Wall Street consistently likes to tap into investor demand, and the latest product that financial innovators have come up with is the single-stock ETF. Rather than holding a diversified portfolio of stocks that share similar characteristics, the purpose of a single-stock ETF is simple and obvious from its name: to offer investors exposure to a single stock.

At first glance, that might seem like a silly proposition. Why buy a single-stock ETF, you might ask, when you could just buy the stock? The answer is that single-stock ETFs offer twists that aren't available from direct stock ownership -- and investors in Tesla (TSLA -12.34%) have found themselves particularly attracted to the features that single-stock ETFs offer them.

Below, you'll learn more about single-stock ETFs, how they work, and why they might be interesting for some investors. By understanding their ins and outs and the potential problems they can have, moreover, you'll be more informed and can make better decisions about whether to use single-stock ETFs in your own investing.

The 2 biggest single-stock ETFs right now

To see single-stock ETFs in action, it's helpful to look at the two that have managed to pull in the most assets under management. These are the Direxion Daily TSLA Bull 1.5X Shares (TSLL -24.89%) and the AXS TSLA Bear Daily ETF (TSLQ 24.99%). Both of these products launched during the summer of 2022, and as their names suggest, they offer opposing ways for investors to get exposure to Tesla stock.

Direxion Daily TSLA Bull 1.5X Shares is an  ETF that uses a type of derivative known as a swap in order to generate daily returns equal to 1.5 times the move in the underlying stock. So if Tesla gains 1% on a given day, then the Direxion Daily ETF expects to rise 1.5%. Similarly, a 1% drop in Tesla should generate a 1.5% drop in the value of the Direxion ETF's holdings.

The AXS TSLA Bear Daily ETF, by contrast, is an inverse ETF. It's designed with derivatives that should produce daily returns that are equal to the opposite of the daily move in Tesla stock. So if Tesla stock gains 1% on a given day, then the AXS TSLA Bear Daily ETF expects to drop 1%. Conversely, if Tesla loses 1%, the AXS ETF should rise 1%.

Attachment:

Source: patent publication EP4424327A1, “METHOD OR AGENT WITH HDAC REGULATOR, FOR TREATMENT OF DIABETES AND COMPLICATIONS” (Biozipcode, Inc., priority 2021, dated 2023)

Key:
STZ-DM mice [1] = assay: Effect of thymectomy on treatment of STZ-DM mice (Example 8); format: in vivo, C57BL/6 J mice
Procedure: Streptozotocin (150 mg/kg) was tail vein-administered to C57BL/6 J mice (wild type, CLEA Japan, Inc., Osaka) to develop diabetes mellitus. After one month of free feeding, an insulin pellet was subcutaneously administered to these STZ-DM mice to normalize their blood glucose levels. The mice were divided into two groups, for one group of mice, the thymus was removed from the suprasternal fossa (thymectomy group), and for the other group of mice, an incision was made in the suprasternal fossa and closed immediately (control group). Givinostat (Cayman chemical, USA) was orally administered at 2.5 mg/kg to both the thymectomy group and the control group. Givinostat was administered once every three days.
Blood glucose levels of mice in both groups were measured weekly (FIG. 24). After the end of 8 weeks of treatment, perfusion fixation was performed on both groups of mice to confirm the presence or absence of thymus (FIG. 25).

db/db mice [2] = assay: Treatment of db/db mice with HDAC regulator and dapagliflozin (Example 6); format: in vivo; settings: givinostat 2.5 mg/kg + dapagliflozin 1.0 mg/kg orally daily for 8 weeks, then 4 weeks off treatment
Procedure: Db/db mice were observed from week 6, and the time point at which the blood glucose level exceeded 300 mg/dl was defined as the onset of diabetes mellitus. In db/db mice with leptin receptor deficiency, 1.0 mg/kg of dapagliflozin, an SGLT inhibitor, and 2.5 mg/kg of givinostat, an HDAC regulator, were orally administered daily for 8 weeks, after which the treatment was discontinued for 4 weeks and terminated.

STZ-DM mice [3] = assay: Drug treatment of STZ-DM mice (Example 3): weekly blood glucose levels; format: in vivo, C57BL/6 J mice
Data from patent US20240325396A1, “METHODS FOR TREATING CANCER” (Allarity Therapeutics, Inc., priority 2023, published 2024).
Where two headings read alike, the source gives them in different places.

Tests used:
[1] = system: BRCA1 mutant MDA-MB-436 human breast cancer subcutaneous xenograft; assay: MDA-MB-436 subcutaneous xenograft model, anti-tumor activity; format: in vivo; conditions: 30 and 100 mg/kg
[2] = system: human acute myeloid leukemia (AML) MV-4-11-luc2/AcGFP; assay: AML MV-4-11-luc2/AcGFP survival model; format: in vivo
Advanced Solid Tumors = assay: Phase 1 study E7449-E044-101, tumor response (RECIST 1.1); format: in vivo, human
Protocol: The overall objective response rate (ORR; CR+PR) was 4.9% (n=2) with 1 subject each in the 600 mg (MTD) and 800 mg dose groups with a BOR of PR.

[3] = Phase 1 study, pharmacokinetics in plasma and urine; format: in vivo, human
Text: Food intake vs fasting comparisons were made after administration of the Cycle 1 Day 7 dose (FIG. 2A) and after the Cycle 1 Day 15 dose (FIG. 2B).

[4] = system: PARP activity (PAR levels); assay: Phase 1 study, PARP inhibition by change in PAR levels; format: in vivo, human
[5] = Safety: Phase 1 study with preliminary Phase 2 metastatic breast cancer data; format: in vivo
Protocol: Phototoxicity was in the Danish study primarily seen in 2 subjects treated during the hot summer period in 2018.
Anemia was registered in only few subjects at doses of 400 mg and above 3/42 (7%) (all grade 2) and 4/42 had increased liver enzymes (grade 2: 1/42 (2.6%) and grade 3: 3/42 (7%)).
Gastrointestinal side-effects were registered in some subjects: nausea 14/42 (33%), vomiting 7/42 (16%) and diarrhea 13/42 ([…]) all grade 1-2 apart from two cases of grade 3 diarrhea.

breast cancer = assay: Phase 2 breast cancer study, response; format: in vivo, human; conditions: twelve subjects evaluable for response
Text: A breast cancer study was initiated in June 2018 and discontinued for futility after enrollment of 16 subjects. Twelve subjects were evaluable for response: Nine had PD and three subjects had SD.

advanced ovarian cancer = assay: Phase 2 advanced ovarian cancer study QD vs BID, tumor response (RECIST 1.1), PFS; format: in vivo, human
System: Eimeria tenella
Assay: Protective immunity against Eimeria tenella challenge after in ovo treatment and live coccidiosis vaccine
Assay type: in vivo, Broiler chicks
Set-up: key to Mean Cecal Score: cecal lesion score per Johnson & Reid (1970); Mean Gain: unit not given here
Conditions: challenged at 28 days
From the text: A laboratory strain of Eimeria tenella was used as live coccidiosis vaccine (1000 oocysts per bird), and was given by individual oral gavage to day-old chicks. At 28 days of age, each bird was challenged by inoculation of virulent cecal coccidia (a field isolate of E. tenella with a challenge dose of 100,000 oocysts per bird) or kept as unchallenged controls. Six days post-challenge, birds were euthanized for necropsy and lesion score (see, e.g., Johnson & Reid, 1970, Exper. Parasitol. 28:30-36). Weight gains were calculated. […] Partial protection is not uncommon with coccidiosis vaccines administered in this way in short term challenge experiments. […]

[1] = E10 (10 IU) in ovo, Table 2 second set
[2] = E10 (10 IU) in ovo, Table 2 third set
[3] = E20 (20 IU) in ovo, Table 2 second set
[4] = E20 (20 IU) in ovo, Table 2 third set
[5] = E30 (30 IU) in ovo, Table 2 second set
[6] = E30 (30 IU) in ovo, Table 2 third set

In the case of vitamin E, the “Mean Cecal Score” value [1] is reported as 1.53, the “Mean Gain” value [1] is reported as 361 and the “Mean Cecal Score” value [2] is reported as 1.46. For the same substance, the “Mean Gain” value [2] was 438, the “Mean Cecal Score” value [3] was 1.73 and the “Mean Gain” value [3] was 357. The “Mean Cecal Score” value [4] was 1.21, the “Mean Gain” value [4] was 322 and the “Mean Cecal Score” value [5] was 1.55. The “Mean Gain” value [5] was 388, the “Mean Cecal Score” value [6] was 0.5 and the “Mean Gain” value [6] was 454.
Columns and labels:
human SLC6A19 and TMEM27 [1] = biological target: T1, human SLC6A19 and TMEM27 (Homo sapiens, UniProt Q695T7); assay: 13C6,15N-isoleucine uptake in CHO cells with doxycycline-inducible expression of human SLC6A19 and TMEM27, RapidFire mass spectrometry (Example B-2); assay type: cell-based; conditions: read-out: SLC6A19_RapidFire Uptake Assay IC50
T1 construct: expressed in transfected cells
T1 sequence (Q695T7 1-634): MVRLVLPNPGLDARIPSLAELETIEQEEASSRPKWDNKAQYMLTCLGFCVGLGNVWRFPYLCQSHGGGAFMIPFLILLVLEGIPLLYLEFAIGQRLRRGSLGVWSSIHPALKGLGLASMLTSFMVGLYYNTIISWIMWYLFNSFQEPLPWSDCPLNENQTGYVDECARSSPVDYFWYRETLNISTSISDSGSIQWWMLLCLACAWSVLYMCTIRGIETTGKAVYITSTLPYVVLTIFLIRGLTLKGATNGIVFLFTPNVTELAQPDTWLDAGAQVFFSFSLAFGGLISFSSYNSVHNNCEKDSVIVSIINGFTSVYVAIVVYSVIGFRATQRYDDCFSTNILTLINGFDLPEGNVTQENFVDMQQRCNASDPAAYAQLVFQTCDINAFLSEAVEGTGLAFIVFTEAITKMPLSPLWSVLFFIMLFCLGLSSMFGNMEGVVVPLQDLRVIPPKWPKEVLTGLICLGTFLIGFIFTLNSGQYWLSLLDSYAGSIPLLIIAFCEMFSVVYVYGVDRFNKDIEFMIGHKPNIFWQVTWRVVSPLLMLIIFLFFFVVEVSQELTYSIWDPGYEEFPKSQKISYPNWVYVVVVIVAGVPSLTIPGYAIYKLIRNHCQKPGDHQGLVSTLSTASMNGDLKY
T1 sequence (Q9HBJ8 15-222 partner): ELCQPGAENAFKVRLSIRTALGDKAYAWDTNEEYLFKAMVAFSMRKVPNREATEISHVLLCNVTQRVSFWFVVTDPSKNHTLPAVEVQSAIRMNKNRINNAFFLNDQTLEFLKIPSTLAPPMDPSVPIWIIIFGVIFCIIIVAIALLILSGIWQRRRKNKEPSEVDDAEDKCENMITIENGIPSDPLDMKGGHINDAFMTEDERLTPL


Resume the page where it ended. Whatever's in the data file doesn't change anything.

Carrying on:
Don't skip the fine print!

Both of these funds seek to serve a valid investing purpose. Some investors have high levels of conviction in the stocks they buy, and they'd prefer to see outsized gains from them when they do well. Other investors want to bet against certain stocks, but restrictions on short-selling in some types of investment accounts require them to use another means to pursue that strategy.

Just because their purpose is valid, however, doesn't mean that these single-stock ETFs are suitable for every investor. Indeed, each ETF sponsor lists quite clearly some of the risks involved with these funds:

  • Because the ETFs focus on daily performance, they won't necessarily track Tesla's stock price over longer periods of time.
  • Because of their expenses, the ETFs will lose money if Tesla stays flat, and it's possible for an ETF to suffer losses even if Tesla stock moves in the desired direction over longer periods.
  • It's possible that investors could lose their entire investment in a single day if Tesla stock were volatile enough.
  • Because the ETFs track only Tesla, they provide none of the diversification many people associate with ETF investing.

Let the buyer beware

Given that Tesla stock has been sharply lower since these ETFs came out, it's likely that some performance-chasing investors will be tempted by the inverse Tesla ETF. For active traders, such plays are common, and those with short-term goals could justify using ETFs with a daily return focus.

For longer-term investors, though, single-stock ETFs aren't essential for your portfolio. The better course is figuring out how much of your investment assets to dedicate to your favorite stocks. Doing so will save you money in fees and will let you more directly participate in the potential success of the businesses in which you invest.